Apple has leveraged acquisitions to make recent moves in weather, virtual reality, artificial intelligence, and more. We visualize the tech giant's biggest bets.
Historically, Apple has used M&A as a tool to enrich its dominant product of the day, with its focus over time shifting from its computer to its smartphone.
For example, FaceID, the technology that allows users to unlock their iPhone X just by looking at it, stems from Apple’s M&A moves in chips and computer vision, including acquisitions of companies like PrimeSense, RealFace, and Faceshift.
The cash-rich tech giant has continued writing checks amid 2020’s volatile market, snapping up edge-based AI startup Xnor.ai (in a deal valued at $200M), weather app Dark Sky, speech recognition startup Voysis, and VR event streaming company NextVR ($100M valuation) in the first few months of the year.
Using CB Insights M&A data, we made a visual timeline of the largest acquisitions in the company’s history.
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APPLE’S TOP ACQUISITIONS
1. Beats Electronics ($3B, 2014) is Apple’s largest acquisition to date. This transaction saw Apple acquire both Beats Music, the subscription streaming music service, and Beats Electronics, which makes headphones, speakers, and audio software. This acquisition reportedly aimed to boost Apple’s music services by bringing in Beats Electronics executives.
2. Intel’s smartphone modem business ($1B, 2019) is Apple’s most recent acquisition to make the top 10 list. The deal brought in critical engineering talent and patents, ramping up Apple’s push to develop modem chips for its 5G phones.
3. Dialog Semiconductor ($600M, 2018) is a UK-based semiconductor business. Apple expanded its chip operations in Europe by acquiring the chip supplier’s battery management business, taking on an engineering team that already had many years of experience working on chips for Apple devices.
4. Anobit Technologies ($500M, 2011), an Israel-based semiconductor startup, was acquired by Apple for its flash memory components, a key part of many of Apple’s products, as well as for its large team of chip engineers.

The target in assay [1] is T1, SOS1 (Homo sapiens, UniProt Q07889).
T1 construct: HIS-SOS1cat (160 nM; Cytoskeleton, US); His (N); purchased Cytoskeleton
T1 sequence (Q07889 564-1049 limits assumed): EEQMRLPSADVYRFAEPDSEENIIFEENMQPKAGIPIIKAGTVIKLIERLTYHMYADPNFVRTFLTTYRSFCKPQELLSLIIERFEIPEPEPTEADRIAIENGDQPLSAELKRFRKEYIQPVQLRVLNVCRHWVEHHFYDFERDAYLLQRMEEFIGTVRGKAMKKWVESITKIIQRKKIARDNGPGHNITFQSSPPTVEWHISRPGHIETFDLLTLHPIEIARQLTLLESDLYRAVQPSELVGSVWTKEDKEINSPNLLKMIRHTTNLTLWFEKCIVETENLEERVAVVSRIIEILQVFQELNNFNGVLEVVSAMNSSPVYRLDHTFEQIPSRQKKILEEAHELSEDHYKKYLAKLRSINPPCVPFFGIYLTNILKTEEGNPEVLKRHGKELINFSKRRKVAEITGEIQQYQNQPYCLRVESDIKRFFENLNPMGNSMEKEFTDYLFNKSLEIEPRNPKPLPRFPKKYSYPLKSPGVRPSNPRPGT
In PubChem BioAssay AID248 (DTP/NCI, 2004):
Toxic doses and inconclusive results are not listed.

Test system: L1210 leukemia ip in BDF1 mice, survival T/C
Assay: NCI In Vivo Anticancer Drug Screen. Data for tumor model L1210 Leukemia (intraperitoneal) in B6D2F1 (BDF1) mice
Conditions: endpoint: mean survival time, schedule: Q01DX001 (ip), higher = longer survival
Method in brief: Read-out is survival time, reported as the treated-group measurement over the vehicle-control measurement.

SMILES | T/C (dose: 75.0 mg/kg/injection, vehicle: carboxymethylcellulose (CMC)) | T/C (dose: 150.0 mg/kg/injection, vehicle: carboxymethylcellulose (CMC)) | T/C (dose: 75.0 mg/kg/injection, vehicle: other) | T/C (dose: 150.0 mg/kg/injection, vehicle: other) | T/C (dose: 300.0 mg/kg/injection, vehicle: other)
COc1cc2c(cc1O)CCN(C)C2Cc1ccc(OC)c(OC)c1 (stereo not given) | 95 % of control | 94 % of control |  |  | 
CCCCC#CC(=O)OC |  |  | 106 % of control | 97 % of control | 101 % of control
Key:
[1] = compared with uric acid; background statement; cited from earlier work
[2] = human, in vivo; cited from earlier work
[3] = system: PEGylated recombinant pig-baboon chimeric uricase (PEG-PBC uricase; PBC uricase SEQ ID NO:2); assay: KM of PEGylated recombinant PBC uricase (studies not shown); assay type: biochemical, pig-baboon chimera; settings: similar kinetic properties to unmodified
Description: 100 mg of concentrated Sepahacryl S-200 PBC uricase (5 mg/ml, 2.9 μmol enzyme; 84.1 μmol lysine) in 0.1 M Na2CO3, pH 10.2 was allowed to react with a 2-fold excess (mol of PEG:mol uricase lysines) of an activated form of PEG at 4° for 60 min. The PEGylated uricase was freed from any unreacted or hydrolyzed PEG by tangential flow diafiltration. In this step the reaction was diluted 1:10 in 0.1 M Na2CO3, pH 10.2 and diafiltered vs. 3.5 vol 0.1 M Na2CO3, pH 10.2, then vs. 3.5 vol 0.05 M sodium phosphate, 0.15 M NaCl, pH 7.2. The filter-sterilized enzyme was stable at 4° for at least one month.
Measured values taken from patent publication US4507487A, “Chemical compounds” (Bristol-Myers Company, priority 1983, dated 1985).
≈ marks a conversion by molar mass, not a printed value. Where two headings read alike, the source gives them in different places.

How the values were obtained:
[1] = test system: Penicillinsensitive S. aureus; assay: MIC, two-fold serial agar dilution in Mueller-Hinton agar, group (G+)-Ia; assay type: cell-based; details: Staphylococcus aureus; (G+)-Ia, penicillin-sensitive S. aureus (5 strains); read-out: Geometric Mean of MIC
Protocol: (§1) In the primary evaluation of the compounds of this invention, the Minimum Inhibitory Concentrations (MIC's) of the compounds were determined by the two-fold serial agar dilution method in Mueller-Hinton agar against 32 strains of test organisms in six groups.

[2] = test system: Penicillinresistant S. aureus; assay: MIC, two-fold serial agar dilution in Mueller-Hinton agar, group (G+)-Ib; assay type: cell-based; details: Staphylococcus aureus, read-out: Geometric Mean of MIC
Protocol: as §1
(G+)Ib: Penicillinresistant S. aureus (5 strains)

5. Texture ($485M, 2018), a digital newsstand app, was acquired by Apple to bolster its publishing and news services. The service was shut down a few months following the launch of Apple News+ in March 2019.
6. Shazam ($400M, 2017), the popular song identification app, was reportedly seen by Apple as a “natural fit” with its Apple Music streaming service.
6. NeXT Computer ($400M, 1996), a software development company, is the earliest of Apple’s top 10 acquisitions and was used to bring Steve Jobs back into the company he co-founded.
8. PrimeSense ($360M, 2013) is an Israeli 3D sensing company that was used to power Microsoft’s Kinect. It is now also behind Apple’s facial recognition technology included in the iPhone X.
9. AuthenTec ($356M, 2012), a Florida-based listed fingerprint sensors company, was used by Apple to develop its payment solution Apple Pay.
10. PA Semi ($278M, 2008) was Apple’s first acquisition of a semiconductor company. One of the reported reasons for acquiring the California-based chip designer was Apple’s interest in low-power processors for mobile devices.
- Apple spent over $7.3B on its top 10 deals, over 40% of which went to its $3B acquisition of Beats Electronics.
- Many of Apple’s top acquisitions have been aimed at building and improving its largest success to date, the iPhone. Four of its largest acquisitions focus on chip performance, including Intel’s smartphone modem business, Dialog Semiconductor, Anobit Technologies, and PA Semi.
- Overall, these top deals reflect Apple’s strategy evolution, from a focus on the Mac platform (NeXT Computer) in the late 1990s, to a focus on mobile (Intel, Dialog Semiconductor, Quattro Wireless), and most recently to a focus on services like Apple Music (Beats, Shazam).
- Other well-known features of the iPhone that have been impacted by Apple’s top acquisitions include fingerprint-enabled payment solution Apple Pay, with AuthenTec, and facial recognition tech, with PrimeSense.